Despite this general picture, there are applications of quantum sensing that are naturally embedded in the microwave regime. This is exactly the case with quantum illumination (QI) (11–17) for its remarkable robustness to background noise, which, at room temperature, amounts to ∼103 thermal quanta per mode at a few gigahertz. In QI, the aim is to detect a low-reflectivity object in the presence of very bright thermal noise. This is accomplished by probing the target with less than one entangled photon per mode, in a stealthy noninvasive fashion, which is impossible to reproduce with classical means. In the Gaussian QI protocol (12), the light is prepared in a two-mode squeezed vacuum state with the signal mode sent to probe the target, while the idler mode is kept at the receiver.

May 7, 2020

Intro to Quantum Computing

Posted by in categories: computing, encryption, quantum physics

Quantum computing is seen by many as a technology of the future. In this article, we’re going to look at how to run some non-trivial programs on actual quantum computers. In particular, we’re going to discuss something called graph states. Graph states are used for quantum cryptography, quantum error correction, and measurement based quantum computing. If all of that sounds like a foreign language, that’s okay. We’re going to go through everything, from the ground up, and in detail…and don’t worry, we’ll keep it light and fun.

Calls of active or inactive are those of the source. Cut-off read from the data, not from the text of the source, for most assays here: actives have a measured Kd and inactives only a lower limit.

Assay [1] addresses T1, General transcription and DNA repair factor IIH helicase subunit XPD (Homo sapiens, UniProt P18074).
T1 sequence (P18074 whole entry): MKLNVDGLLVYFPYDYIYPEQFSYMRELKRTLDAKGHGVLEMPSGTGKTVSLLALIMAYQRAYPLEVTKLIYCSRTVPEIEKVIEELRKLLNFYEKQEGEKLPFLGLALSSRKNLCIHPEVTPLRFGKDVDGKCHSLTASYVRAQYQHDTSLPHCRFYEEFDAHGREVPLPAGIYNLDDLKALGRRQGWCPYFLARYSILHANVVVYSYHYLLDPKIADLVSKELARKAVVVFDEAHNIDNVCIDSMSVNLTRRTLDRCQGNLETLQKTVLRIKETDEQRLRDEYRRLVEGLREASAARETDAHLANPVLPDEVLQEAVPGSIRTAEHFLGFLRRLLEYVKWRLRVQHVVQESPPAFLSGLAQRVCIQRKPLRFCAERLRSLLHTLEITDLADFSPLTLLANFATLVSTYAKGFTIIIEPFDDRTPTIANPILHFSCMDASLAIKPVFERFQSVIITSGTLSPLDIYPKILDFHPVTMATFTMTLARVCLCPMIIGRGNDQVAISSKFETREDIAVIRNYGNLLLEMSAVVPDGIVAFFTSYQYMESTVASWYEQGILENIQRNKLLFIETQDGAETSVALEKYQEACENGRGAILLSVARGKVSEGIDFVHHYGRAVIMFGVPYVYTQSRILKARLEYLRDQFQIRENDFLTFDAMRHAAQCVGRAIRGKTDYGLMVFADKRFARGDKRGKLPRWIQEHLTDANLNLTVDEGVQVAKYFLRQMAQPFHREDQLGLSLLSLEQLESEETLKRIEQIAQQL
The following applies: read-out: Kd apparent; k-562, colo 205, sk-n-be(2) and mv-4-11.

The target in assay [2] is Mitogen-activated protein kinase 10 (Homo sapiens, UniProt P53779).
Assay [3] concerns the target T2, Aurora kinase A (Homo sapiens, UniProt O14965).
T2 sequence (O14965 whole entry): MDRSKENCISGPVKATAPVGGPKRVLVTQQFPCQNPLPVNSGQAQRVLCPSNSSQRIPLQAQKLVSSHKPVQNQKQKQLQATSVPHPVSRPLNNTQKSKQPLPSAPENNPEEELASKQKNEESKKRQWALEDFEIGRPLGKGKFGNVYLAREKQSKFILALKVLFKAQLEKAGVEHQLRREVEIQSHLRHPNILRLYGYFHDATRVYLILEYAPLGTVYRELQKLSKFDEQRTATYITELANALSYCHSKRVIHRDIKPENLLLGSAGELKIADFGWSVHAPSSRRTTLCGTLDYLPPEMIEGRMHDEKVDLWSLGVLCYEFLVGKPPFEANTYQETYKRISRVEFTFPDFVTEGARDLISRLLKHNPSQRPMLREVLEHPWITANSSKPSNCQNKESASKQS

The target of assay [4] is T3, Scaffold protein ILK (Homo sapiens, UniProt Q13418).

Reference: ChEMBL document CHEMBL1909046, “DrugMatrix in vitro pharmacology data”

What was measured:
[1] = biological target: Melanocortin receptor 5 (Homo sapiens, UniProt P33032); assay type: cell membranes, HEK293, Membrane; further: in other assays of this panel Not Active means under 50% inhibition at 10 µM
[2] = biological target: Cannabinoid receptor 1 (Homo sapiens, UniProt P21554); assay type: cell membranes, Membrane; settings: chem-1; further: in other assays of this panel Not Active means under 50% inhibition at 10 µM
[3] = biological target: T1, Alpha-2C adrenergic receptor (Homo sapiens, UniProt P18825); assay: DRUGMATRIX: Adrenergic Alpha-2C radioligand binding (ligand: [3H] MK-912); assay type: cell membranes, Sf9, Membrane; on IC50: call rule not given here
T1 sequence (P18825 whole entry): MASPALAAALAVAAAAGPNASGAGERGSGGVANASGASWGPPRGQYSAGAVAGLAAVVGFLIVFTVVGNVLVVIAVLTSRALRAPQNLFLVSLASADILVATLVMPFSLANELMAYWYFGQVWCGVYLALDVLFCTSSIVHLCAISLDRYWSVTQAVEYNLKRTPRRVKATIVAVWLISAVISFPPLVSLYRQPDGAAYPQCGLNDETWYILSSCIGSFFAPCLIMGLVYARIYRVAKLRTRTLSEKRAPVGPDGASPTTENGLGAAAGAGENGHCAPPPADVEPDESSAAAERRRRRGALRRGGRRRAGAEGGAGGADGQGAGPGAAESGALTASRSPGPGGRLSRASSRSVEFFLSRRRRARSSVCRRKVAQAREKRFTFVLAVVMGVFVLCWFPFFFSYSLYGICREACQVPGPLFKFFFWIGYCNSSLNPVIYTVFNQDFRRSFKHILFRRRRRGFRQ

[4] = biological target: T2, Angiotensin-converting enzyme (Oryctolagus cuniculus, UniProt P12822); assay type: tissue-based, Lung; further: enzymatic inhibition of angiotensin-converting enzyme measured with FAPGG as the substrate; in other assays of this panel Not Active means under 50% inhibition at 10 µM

May 2, 2020

Could Photonic Chips Outpace the Fastest Supercomputers?

Posted by in categories: encryption, quantum physics, robotics/AI, supercomputing

There’s been a lot of talk about quantum computers being able to solve far more complex problems than conventional supercomputers. The authors of a new paper say they’re on the pat h to showing an optical computer c an do so, too.

The idea of using light to carry out computing has a long pedigree, and it has gained traction in recent years with the advent of silicon photonics, which makes it possible to build optical circuits using the same underlying technology used for electronics. The technology s hows particular promise for accelerating deep learning, and is being actively pursued by Intel and a number of startups.